By now you have come to realise the importance of making a will and planning how your estate is distributed after you die. So, if making a will is so easy why do people still die intestate? In this discussion, we will be talking about the legal requirements for making a will and why a so and so last will written by a 12-year-old is not considered valid.
Legal Requirements of Wills
Before any piece of a document containing the words “Last will” can be taken seriously in probate court, it must first pass through these basic requirements given by the Wills Act:
- Made by a 21-year-old– there is an age requirement for Will, so no a Will made by an 18-year-old will not be considered valid unless he or she is in the military service, marines or seaman. The people mentioned above have what is called “Privileged Wills” we’ll tackle more about that later.
- Is of a “Sound Mind” – this means that one, the person making the Will isn’t insane. Two, the testator of the Will is not under the influence of anybody and is not making it against his or her wishes.
- Signed and in writing – a last Will is in written form, as you get to see in most films and it must be signed at the end by the testator. An unsigned Will is not counted and note “at the end” not before or in the middle, but at the end. This is very important because any writing made below a testator’s signature will be considered invalid.
- Have two witnesses – not one, meaning if you sign your Will with only your lawyer present then it WILL NOT be valid. The two witnesses must be present when the testator signs the Will, and they must also sign the Will as witnesses in the presence of the testator.
- Witnesses must NOT be Beneficiaries – any person who becomes a witness to your Will gets nothing! So, in choosing the witnesses, the testator has to make sure that its none of the beneficiaries listed. Making your spouse, your child or your relative as a witness does not make a will invalid, but it prohibits them from getting anything in the Will.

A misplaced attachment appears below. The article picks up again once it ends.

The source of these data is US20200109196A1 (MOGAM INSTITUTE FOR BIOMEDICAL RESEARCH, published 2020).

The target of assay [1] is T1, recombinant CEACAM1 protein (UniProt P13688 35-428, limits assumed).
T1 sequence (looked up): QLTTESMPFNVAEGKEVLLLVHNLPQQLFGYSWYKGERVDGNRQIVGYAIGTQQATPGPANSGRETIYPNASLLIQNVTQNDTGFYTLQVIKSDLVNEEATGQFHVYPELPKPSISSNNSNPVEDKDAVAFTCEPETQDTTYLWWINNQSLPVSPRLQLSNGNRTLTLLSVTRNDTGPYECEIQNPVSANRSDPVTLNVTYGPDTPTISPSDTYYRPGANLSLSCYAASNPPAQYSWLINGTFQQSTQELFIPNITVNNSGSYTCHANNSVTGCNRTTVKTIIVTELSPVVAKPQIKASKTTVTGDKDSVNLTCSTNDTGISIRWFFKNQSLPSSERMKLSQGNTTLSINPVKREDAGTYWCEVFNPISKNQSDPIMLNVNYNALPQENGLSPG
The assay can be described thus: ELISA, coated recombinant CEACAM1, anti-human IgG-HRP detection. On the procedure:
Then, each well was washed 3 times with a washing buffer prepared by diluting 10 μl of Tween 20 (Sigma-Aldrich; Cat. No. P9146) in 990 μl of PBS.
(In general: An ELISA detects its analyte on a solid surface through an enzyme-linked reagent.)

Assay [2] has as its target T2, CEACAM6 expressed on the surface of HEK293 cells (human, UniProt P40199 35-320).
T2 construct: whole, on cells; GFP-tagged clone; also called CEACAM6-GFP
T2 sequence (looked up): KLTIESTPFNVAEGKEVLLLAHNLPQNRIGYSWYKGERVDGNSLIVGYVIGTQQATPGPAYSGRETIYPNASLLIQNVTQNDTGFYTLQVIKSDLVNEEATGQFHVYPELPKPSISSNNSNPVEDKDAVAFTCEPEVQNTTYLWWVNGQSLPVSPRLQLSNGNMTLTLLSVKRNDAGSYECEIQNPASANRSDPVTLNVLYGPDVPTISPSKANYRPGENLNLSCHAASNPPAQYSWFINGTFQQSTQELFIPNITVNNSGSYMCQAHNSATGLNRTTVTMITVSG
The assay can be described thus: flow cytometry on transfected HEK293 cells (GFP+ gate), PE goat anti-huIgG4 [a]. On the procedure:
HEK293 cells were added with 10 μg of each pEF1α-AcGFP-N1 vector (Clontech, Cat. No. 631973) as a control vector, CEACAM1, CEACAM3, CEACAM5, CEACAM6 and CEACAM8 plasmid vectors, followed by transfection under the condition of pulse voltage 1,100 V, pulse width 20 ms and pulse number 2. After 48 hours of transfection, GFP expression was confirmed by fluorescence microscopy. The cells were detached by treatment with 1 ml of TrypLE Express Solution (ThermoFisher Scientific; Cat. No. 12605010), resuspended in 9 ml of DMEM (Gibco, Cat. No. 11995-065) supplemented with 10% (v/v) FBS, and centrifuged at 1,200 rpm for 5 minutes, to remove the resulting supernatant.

- Must-Have Testatory Capacity – as stated earlier he or she, the testator, must be a sane and mentally capable person. If the testator has for example Alzheimers or he or she has severe abnormalities, then the Will is considered not valid. Will’s made under the influence of another person is also not valid.
- Conforms to the law – a will shall be treated as properly executed if it is administered or executed according to the internal law in force. In can be according to the place of the deceased domicile, according to the place where it is executed, or to the place where the testator habitually resides, or where the testator is a national. Okay, what does this mean? It can be confusing, we know. Let’s simplify it, shall we? A Will is correctly executed if it, (1) goes according to your place of domicile or your permanent residence, (2) goes according to your place of nationality, (3) follows the jurisdiction of the place you habitually visit or spend vacation in, and last (4) if it conforms to the law of the place where it is executed.
People who serve in the military, marine or seafarers need not make a will that conforms to all these legal requirements; this is because nature of their job puts their lives a risk most of the time. A soldier doesn’t have the time to make a formal Will if he or she is deployed in the war zone before the age of 21. So, Will made by these groups of people are considered valid even if it’s just written on a cheap piece of paper or a page of a notebook.
Making a will with the aid of a law firm or a company like Rockwills ensures that you end up leaving behind a valid Will. An invalid Will defeats your very purpose of making one, so in order to prevent problems from popping up after your death because of your Will, then make you that when you’re making a will, it will follow the requirements stated by law. We’ll leave you with the parting thought of “leave a legacy, not a controversy.